Kerry look the part as championship moves up a gear
Eamonn Fitzmaurice's side stroll through to the Super-8s and play Galway next
Stephen O’Brien celebrates scoring Kerry’s first goal at Páirc Uí Chaoimh on Saturday evening. Photo: Ryan Byrne/Inpho
At times in the second half of this Munster final, as Kerry chipped the ball around among themselves trying to look interested, you could hear a low thrum coming from the Marquee pitched behind the city end of Páirc Uí Chaoimh. Jenny Greene and the RTÉ Concert Orchestra were knocking out floor-fillers off in the middle distance, lending a surreal atmosphere to it all.
The game had become such a non-event by then that the 27,764 crowd, long-since hushed by the lack of competition on the pitch, were no match for the bang of the bass in the next field over. Kerry were on shore leave in the evening sun and were doing as they pleased – they could easily have doubled their goal tally and ended up with 21 scores from 40 shots. A lamentable Cork side only managed 14 shots in the whole game. The orchestra would hardly have done much worse.
It all washed out as Kerry’s biggest win over Cork in 80 years, their sixth Munster title in a row and a ticket to a Super 8s opener against Galway in Croke Park three weeks from now. They did so with six starters playing in their first ever Munster final, the accelerated future demanded of Eamonn Fitzmaurice by the Kerry public made flesh. One of them, goalkeeper Shane Murphy, went up to collect the cup afterwards and couldn’t have got off the stage quicker if he’d taken a zipline down to his teammates on the pitch. Onwards.
For Fitzmaurice, this looks very much like the start of something, even though he’s midway through his sixth year in the gig. After a few seasons when his Kerry teams were often leaden in Croke Park, this one pulses like a live cable. They were so much faster than Cork on Saturday night, noticeably fitter too.
On top of it all, they had a full-forward line of David Clifford, Paul Geaney and James O’Donoghue to polish everything off, finishing with 2-10 between them, 2-9 from play. It’s hard not to get excited for the music they and Dublin will make together over the coming seasons.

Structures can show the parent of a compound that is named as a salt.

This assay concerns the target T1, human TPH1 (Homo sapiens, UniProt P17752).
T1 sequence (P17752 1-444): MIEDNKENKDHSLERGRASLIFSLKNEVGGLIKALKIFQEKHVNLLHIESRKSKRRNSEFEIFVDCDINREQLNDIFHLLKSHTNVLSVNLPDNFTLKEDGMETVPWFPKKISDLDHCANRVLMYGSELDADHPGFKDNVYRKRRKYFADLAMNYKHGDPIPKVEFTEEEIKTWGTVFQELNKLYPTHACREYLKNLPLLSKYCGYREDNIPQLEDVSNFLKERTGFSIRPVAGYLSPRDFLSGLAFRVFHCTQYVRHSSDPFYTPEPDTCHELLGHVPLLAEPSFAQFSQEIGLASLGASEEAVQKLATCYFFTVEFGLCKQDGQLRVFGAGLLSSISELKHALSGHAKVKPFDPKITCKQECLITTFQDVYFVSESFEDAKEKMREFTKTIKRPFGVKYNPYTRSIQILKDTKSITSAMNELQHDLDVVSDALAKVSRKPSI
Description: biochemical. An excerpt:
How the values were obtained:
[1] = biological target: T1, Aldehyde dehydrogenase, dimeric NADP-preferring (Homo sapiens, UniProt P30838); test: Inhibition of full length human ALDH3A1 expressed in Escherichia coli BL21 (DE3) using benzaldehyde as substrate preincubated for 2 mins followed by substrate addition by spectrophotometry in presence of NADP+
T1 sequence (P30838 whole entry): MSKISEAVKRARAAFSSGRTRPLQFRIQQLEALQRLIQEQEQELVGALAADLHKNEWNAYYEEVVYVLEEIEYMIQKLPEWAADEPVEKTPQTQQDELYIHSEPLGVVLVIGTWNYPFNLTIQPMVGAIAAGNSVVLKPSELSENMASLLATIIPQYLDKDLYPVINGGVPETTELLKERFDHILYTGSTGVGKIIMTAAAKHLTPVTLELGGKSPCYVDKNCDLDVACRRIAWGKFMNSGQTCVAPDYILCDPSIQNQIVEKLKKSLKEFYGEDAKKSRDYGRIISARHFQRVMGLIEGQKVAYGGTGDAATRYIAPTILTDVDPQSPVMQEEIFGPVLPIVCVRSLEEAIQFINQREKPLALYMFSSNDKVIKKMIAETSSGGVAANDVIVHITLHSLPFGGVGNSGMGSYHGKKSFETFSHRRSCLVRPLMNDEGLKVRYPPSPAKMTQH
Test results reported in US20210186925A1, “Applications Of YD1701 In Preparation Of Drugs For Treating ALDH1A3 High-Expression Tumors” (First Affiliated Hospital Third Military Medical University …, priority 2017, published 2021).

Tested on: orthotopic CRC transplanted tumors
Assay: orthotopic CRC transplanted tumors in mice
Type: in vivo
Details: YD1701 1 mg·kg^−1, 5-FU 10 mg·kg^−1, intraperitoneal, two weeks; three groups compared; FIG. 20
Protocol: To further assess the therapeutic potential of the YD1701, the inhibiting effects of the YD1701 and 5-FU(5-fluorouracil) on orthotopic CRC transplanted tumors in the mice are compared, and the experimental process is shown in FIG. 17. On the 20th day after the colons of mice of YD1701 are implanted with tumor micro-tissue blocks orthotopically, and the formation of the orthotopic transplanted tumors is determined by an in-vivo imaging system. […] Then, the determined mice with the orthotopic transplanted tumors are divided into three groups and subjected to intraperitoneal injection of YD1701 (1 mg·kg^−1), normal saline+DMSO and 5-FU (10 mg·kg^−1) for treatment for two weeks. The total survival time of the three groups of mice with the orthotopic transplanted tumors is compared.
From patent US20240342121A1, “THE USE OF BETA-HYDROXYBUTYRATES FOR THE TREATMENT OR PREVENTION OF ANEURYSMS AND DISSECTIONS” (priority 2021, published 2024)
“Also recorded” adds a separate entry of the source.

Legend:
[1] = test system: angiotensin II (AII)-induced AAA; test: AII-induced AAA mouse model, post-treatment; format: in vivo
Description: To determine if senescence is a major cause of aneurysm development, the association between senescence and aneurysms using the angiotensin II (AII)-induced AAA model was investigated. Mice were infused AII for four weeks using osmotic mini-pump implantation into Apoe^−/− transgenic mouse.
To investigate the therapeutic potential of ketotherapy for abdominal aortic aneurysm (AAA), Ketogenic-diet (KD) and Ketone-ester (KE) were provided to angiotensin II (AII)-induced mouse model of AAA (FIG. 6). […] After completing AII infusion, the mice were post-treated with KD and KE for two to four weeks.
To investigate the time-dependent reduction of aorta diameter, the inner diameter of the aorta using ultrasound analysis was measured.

This one, with its new format, looks to have come along at the right time. Ordinarily, Kerry would have five weeks off now before a quarter-final in a deserted Croke Park. Instead, they can zero in on a bumper clash with Galway and get ready for three games in four weeks just to make an All-Ireland semi-final. Whether 2018 ends with Sam Maguire or not, Kerry’s young players will come out of it a couple of years further down the line than they would have before.
“From our point of view, 100 per cent this is what we want,” Fitzmaurice said. “It’s games and it’s the period certainly since I’ve taken over that we’ve found hardest to manage. There’s always been lots spoken about the period in between league and championship, we’ve never had any hassle with that. We just play a load of club football in Kerry and it suits us. But that period in July, the month of July, we’ve tried plenty of different things and we’ve always found it difficult. So playing games this summer certainly is very appealing.”
For Cork, this was a new low. A 17-point beating would have been far worse if they hadn’t bounced out to a rapid start, putting 2-1 on the board inside the opening 10 minutes. All it did was delay the point at which Kerry disappeared across the horizon.
The thing about snatching a couple of early goals against Kerry is that needs to be the start of the conversation rather than your whole argument. When Jamie O’Sullivan and Mark Collins ran a pair of identikit three-pointers to open their account, the game was afoot. When they only added a single point for the rest of the first half, the game was gone.
The goals weren’t even speedbumps to Kerry. Speedbumps are meant to slow you down. Kerry just shrugged their shoulders and ate Cork whole. They were behind for only three minutes after O’Sullivan’s goal, Stephen O’Brien skating in for a cracker of his own. And they trailed for another five after Collins got the second, with O’Donoghue, Paul Murphy and Seán O’Shea righting the ship. In 420 minutes (plus stoppage time) of Cork games under Fitzmaurice, Kerry have only trailed for 35.
They led by 1-11 to 2-1 at half-time and once Geaney knocked any remaining notions out of Cork with his first goal at the start of the second half, all that was left was to keep an eye on the record books.
“Kerry play with freedom, they play with abandon, they can get a run on you,” said Ronan McCarthy afterwards. “They’re ruthless to the end. To me, they’re the same as any Kerry team I ever played against, in that they have quality up front and if they’re allowed to play, they’re going to hurt you.”
They were and they did and look what happened.